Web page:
What lies behind the Kingdom

A kingdom-building simulation game developed by Thomas van den Berg and Marco Bancale with support from publisher Raw Fury Games,  ‘Kingdom‘ was released on 21 October 2015 for Microsoft Windows, OS X, and Linux systems.

In case you aren’t familiar, one of the creators of the title ‘Thomas van den Berg‘ aka Noio described Kingdom as ’a minimalist strategy game where you need to discover the rules of how the world behaves before you can rule effectively.’ He added:  ’It’s also a little bit whimsical, it’s pretty, and it can be frustrating but it won’t hold your hand.’

The game is played out on a pixel art-based 2 dimensional landscape; the player controls a king or queen that rides back and forth, collecting coins and using those coins to spend on various resources, such as hiring soldiers, farmers, archers and weapon smiths, building defences against creatures that can attack and steal the king or queen’s crown which will end the game, and otherwise expanding their kingdom.

What makes the game unique is that the player has otherwise little direct control of the game, and thus must use the coins they collect in prudent ways. Since it’s release Kingdom has had rave reviews appreciating everything from the game’s modern approach to its pixel style art to the scenic music present throughout.

Thomas learned pixel art animation around 5 years ago, ‘which yielded the original horse animation’ which is a staple within the game. The king was later added and these creations and would become the ‘seed that the game grew from’.

The game is known for it’s simple yet addictive premise, when designing the game Thomas’ first thought was that the ‘king needed subjects who do their own thing and interact with each other’. This is where the villagers that we came to know, love and loath first came into existence.

Later it became obvious that these villagers ‘needed some kind of adversary to pose a challenge’ and while these creatures are famed across the game for their devastating effect on the village and its inhabitants, at no point was Thomas terribly concerned about their designs being serious. He originally drew the beasts as ‘troll-faced noodly-armed monsters’.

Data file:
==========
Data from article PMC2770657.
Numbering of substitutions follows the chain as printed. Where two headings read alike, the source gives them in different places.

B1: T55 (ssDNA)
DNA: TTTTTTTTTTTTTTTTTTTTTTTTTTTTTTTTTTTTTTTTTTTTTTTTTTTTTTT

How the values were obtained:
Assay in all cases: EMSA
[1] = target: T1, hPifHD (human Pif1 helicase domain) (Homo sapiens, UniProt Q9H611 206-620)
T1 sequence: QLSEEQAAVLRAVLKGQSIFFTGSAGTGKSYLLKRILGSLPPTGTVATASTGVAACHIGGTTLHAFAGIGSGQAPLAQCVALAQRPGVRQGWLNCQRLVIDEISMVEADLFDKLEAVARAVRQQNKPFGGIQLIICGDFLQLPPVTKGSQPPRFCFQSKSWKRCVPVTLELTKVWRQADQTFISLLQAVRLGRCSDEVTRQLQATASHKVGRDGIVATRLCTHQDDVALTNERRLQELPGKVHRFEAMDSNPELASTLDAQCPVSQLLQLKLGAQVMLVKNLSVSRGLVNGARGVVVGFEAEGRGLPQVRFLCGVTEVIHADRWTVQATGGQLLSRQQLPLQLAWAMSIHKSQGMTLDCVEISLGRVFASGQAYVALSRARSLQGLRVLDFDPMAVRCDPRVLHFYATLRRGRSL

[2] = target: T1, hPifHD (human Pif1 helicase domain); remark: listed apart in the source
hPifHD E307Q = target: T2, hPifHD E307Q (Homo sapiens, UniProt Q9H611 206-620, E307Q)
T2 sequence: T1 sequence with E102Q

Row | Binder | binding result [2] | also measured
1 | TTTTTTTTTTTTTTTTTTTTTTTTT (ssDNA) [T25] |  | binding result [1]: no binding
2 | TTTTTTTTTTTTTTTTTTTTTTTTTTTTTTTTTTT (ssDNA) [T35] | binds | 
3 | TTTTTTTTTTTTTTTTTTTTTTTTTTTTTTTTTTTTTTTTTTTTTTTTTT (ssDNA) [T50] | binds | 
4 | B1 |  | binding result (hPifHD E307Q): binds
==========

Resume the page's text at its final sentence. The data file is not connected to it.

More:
Looking back Noio thinks that this early work was ‘influenced by the really pretty looking pixel art games’ that were becoming more popular at the time. Games like Sword & Sworcery being a great example, as they are famed for using pixel art to make ‘beautiful impressionist visuals’.

Many people fell in love with the game when they saw the graphics, a mixture of modern pixel art with a nostalgic tone, it was inevitable that the art was going to capture its audience.

One of the main reasons for this aesthetic design choice was the fact that pixel art was a style that Thomas and his team could use to create an entire game while still looking beautiful.  At the time, he described his animation skills as ‘pretty basic’, and by limiting the creative space he used, he could use a ‘trial and error approach’ to get some really ‘nice looking graphics’.

Making and implementing this pixel art was a ‘relatively fast workflow’, which was beneficial for the small team behind the project.

From the left: Jóhannes Sigurðsson, Marco Bancale and Thomas van den Berg.

Kingdom became notorious after a number of YouTubers picked the game up for lets-play series on their channels. After the initial popularity of the game, it’s hard to believe that the team behind Kingdom once ‘feared that the game would not be suitable to being streamed because watching it can spoil some of the discovery and surprises’. Thankfully the ‘humorous aspects of the game’ weighed far heavier than the prospect of these spoilers. In fact, the nature of the game meant that in reality many viewers already knew how to play the game, and in fact, they rather enjoyed ‘watching an online gamer get wrecked’.